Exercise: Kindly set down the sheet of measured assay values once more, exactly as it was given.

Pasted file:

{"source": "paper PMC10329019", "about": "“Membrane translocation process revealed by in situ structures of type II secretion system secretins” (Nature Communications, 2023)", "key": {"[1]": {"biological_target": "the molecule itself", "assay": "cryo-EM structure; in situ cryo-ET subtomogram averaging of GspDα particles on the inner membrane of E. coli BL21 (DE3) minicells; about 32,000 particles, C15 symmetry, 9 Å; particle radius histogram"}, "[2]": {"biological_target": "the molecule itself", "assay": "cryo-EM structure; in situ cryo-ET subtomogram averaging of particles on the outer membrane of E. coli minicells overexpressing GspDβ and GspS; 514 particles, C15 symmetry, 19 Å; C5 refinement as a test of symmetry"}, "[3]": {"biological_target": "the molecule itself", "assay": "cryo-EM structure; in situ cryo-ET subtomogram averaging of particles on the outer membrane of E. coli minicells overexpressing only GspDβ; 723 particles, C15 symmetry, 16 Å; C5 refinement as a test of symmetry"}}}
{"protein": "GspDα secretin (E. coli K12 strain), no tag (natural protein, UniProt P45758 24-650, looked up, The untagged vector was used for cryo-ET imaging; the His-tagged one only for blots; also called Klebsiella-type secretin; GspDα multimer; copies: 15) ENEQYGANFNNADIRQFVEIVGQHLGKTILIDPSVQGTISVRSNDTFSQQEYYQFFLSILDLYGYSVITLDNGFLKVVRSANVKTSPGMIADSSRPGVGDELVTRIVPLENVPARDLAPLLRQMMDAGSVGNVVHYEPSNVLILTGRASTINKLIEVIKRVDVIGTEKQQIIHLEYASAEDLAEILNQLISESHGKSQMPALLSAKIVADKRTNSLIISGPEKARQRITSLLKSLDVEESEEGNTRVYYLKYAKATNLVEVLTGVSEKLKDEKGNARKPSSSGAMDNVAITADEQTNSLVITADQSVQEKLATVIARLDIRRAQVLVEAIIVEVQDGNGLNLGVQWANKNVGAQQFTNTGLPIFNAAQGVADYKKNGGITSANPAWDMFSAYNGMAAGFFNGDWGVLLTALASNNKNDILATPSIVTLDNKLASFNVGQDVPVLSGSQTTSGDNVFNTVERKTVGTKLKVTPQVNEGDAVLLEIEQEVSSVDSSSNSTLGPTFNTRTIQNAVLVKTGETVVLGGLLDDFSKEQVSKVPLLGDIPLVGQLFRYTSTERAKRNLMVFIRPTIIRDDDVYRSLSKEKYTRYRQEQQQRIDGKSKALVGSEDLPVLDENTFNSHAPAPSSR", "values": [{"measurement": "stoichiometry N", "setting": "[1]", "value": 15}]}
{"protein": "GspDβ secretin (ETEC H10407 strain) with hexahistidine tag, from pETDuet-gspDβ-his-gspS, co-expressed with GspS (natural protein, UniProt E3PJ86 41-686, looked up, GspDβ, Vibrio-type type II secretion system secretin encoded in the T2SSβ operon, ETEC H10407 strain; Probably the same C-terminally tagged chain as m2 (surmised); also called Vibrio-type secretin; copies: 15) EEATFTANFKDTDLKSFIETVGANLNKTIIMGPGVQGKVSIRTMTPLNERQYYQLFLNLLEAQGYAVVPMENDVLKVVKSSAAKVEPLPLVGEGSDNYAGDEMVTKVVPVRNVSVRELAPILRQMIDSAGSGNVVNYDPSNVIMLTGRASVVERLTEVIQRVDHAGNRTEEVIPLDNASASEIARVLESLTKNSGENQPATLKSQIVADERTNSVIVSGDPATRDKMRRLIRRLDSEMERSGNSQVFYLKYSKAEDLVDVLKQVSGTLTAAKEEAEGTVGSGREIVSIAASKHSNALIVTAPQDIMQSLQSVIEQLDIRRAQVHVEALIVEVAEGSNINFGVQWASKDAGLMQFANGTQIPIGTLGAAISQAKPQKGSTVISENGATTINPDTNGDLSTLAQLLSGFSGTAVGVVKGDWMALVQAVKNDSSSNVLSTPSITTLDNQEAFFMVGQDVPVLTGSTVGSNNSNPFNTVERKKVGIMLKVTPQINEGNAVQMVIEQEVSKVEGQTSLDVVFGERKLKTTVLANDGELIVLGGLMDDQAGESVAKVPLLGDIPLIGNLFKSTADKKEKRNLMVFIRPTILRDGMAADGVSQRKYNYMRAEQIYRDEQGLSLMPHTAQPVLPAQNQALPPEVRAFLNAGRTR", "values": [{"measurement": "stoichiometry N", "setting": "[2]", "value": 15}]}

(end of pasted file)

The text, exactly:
{"source": "paper PMC10329019", "about": "“Membrane translocation process revealed by in situ structures of type II secretion system secretins” (Nature Communications, 2023)", "key": {"[1]": {"biological_target": "the molecule itself", "assay": "cryo-EM structure; in situ cryo-ET subtomogram averaging of GspDα particles on the inner membrane of E. coli BL21 (DE3) minicells; about 32,000 particles, C15 symmetry, 9 Å; particle radius histogram"}, "[2]": {"biological_target": "the molecule itself", "assay": "cryo-EM structure; in situ cryo-ET subtomogram averaging of particles on the outer membrane of E. coli minicells overexpressing GspDβ and GspS; 514 particles, C15 symmetry, 19 Å; C5 refinement as a test of symmetry"}, "[3]": {"biological_target": "the molecule itself", "assay": "cryo-EM structure; in situ cryo-ET subtomogram averaging of particles on the outer membrane of E. coli minicells overexpressing only GspDβ; 723 particles, C15 symmetry, 16 Å; C5 refinement as a test of symmetry"}}}
{"protein": "GspDα secretin (E. coli K12 strain), no tag (natural protein, UniProt P45758 24-650, looked up, The untagged vector was used for cryo-ET imaging; the His-tagged one only for blots; also called Klebsiella-type secretin; GspDα multimer; copies: 15) ENEQYGANFNNADIRQFVEIVGQHLGKTILIDPSVQGTISVRSNDTFSQQEYYQFFLSILDLYGYSVITLDNGFLKVVRSANVKTSPGMIADSSRPGVGDELVTRIVPLENVPARDLAPLLRQMMDAGSVGNVVHYEPSNVLILTGRASTINKLIEVIKRVDVIGTEKQQIIHLEYASAEDLAEILNQLISESHGKSQMPALLSAKIVADKRTNSLIISGPEKARQRITSLLKSLDVEESEEGNTRVYYLKYAKATNLVEVLTGVSEKLKDEKGNARKPSSSGAMDNVAITADEQTNSLVITADQSVQEKLATVIARLDIRRAQVLVEAIIVEVQDGNGLNLGVQWANKNVGAQQFTNTGLPIFNAAQGVADYKKNGGITSANPAWDMFSAYNGMAAGFFNGDWGVLLTALASNNKNDILATPSIVTLDNKLASFNVGQDVPVLSGSQTTSGDNVFNTVERKTVGTKLKVTPQVNEGDAVLLEIEQEVSSVDSSSNSTLGPTFNTRTIQNAVLVKTGETVVLGGLLDDFSKEQVSKVPLLGDIPLVGQLFRYTSTERAKRNLMVFIRPTIIRDDDVYRSLSKEKYTRYRQEQQQRIDGKSKALVGSEDLPVLDENTFNSHAPAPSSR", "values": [{"measurement": "stoichiometry N", "setting": "[1]", "value": 15}]}
{"protein": "GspDβ secretin (ETEC H10407 strain) with hexahistidine tag, from pETDuet-gspDβ-his-gspS, co-expressed with GspS (natural protein, UniProt E3PJ86 41-686, looked up, GspDβ, Vibrio-type type II secretion system secretin encoded in the T2SSβ operon, ETEC H10407 strain; Probably the same C-terminally tagged chain as m2 (surmised); also called Vibrio-type secretin; copies: 15) EEATFTANFKDTDLKSFIETVGANLNKTIIMGPGVQGKVSIRTMTPLNERQYYQLFLNLLEAQGYAVVPMENDVLKVVKSSAAKVEPLPLVGEGSDNYAGDEMVTKVVPVRNVSVRELAPILRQMIDSAGSGNVVNYDPSNVIMLTGRASVVERLTEVIQRVDHAGNRTEEVIPLDNASASEIARVLESLTKNSGENQPATLKSQIVADERTNSVIVSGDPATRDKMRRLIRRLDSEMERSGNSQVFYLKYSKAEDLVDVLKQVSGTLTAAKEEAEGTVGSGREIVSIAASKHSNALIVTAPQDIMQSLQSVIEQLDIRRAQVHVEALIVEVAEGSNINFGVQWASKDAGLMQFANGTQIPIGTLGAAISQAKPQKGSTVISENGATTINPDTNGDLSTLAQLLSGFSGTAVGVVKGDWMALVQAVKNDSSSNVLSTPSITTLDNQEAFFMVGQDVPVLTGSTVGSNNSNPFNTVERKKVGIMLKVTPQINEGNAVQMVIEQEVSKVEGQTSLDVVFGERKLKTTVLANDGELIVLGGLMDDQAGESVAKVPLLGDIPLIGNLFKSTADKKEKRNLMVFIRPTILRDGMAADGVSQRKYNYMRAEQIYRDEQGLSLMPHTAQPVLPAQNQALPPEVRAFLNAGRTR", "values": [{"measurement": "stoichiometry N", "setting": "[2]", "value": 15}]}